|Published in||Environmental Development, V. 38:100552|
Zuniga-Teran, A.A.,  Mussetta, P.C., Lutz Ley, A.N., Díaz-Caravantes, R.E., Gerlak, A.K.
School of Landscape Architecture and Planning, Udall Center for Studies in Public Policy, University of Arizona, USA
INCIHUSA-CONICET and Facultad Ciencias Agrarias-Universidad Nacional del Cuyo, Argentina
Centro de Estudios del Desarrollo, El Colegio de Sonora, Mexico
Centro de Estudios en Salud y Sociedad, El Colegio de Sonora, Mexico
School of Geography and Development, Udall Center for Studies in Public Policy, University of Arizona, USA
This work was funded by the Inter-American Institute for Global Change Research (IAI) CRN3056, which is supported by the National Science Foundation [GEO-1128040]. We also received support from the International Water Security Network funded by Lloyd's Register Foundation, a charitable foundation helping to protect life and property by supporting engineering-related education, public engagement, and the application of research. The research for this article was conducted within the project &ldquoSustainable Water for Arid Communities,&rdquo funded by the National Science Foundation Dynamics of Coupled Natural and Human Systems Grant Number 1518376, and also funded by the Agnese Nelms Haury Program in Environment and Social Justice and the College of Architecture, Planning, and Landscape Architecture at the University of Arizona.
- Understanding vulnerability in arid lands must consider the effects of water policies on the livelihoods disadvantaged groups.
- Neoliberal policies are effective sources of vulnerability in groups that do not benefit from the production of commodities.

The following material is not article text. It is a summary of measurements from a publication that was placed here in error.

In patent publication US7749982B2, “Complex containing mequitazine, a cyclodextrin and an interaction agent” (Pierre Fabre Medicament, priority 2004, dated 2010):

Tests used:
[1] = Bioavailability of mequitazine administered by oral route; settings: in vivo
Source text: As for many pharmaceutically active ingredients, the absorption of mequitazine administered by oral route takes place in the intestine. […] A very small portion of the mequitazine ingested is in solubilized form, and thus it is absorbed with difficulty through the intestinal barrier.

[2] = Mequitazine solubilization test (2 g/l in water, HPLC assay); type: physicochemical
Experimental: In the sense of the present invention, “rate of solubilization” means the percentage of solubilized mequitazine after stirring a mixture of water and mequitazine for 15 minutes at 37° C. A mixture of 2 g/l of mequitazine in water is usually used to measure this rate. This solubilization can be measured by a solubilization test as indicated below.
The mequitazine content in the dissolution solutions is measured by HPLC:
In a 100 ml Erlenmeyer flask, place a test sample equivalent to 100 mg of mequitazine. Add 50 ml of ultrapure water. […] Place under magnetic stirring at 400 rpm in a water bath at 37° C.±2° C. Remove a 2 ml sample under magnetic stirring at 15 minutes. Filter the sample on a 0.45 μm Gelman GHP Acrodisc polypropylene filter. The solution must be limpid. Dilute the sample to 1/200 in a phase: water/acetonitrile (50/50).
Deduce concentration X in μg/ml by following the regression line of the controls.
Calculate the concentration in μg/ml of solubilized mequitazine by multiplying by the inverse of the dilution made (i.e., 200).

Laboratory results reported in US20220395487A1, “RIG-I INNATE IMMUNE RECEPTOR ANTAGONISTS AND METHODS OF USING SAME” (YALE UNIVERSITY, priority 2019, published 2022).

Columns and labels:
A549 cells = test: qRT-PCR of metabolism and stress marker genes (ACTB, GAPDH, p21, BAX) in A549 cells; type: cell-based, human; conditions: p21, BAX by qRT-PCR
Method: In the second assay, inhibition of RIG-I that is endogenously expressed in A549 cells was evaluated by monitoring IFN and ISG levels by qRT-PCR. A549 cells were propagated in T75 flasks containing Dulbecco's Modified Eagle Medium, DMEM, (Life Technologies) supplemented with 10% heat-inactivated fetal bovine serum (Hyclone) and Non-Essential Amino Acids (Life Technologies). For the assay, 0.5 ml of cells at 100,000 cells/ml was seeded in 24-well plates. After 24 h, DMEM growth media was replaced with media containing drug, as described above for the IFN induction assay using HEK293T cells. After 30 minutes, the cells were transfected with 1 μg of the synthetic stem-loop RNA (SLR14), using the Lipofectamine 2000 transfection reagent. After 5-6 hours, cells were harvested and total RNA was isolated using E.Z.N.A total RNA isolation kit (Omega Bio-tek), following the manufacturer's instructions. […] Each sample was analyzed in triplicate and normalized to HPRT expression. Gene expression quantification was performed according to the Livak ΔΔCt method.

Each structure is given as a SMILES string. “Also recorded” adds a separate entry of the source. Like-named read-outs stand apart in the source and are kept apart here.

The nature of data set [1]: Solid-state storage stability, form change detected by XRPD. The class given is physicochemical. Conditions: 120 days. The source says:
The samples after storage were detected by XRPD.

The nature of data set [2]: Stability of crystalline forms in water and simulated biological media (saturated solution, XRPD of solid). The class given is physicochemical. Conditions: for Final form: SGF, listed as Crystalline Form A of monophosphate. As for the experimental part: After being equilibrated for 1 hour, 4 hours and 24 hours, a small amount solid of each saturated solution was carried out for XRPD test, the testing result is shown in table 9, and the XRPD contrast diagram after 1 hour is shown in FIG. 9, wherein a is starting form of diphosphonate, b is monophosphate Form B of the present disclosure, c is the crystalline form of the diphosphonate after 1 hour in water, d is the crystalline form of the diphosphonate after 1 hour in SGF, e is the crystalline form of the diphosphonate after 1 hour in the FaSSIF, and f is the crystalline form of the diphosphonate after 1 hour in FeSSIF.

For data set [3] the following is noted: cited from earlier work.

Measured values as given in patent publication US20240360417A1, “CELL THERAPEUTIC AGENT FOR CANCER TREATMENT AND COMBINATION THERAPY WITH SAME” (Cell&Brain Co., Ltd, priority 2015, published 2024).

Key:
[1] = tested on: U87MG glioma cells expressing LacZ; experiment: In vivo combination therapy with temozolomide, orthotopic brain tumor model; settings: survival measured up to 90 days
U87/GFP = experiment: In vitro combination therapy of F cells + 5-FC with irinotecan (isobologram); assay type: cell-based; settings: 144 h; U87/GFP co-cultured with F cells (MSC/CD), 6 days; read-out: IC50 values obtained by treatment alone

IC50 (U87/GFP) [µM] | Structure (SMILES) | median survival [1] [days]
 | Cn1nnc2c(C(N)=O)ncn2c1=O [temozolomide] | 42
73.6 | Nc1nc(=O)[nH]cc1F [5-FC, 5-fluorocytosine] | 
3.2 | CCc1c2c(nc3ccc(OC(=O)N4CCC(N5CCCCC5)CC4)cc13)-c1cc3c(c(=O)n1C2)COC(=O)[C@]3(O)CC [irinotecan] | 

- Coordination between natural resource policies is needed to provide coherence and avoid enhanced vulnerabilities.
- Reliable data on water use and environmental health must be collected systematically and be available to the public.
- Policies must support wellbeing understood as a multidimensional state directly linked to environmental health.
Climate change is posing emerging threats to people and the environment, particularly in arid regions. However, some groups are more vulnerable than others, depending on their levels of exposure, sensitivity and adaptive capacity, which are determined by climatic and non-climatic factors. In water-scarce environments, water policies become key non-climatic factors that affect vulnerability yet enable modifications if their impacts unintentionally exacerbate vulnerability. Therefore, it is necessary to analyze the impacts of water policies on vulnerability, particularly for disadvantaged groups. In this paper, we analyze four cases in the arid Americas that illustrate an array of challenges at different scales and across the rural-urban continuum: (1) irrigated oases in Mendoza, Argentina, where groundwater and surface water management are disconnected (2) rural communities in central Sonora, Mexico, where local water rights have been transferred to large scale mining (3) peri-urban marginalized neighborhoods in Hermosillo, Mexico, where competition for water is driving changes in land use and (4) underserved communities in Tucson, Arizona, USA who are left behind in a rainwater harvesting movement. Our analysis shows that water policies in arid regions interact with land and neoliberal policies between sectors across different scales, exacerbating vulnerabilities disproportionately in less privileged groups and enhancing disparities. Here, we offer recommendations for more inclusive policymaking processes that can build capacity, protect the livelihoods of disadvantaged groups, and reduce their vulnerability to climate change.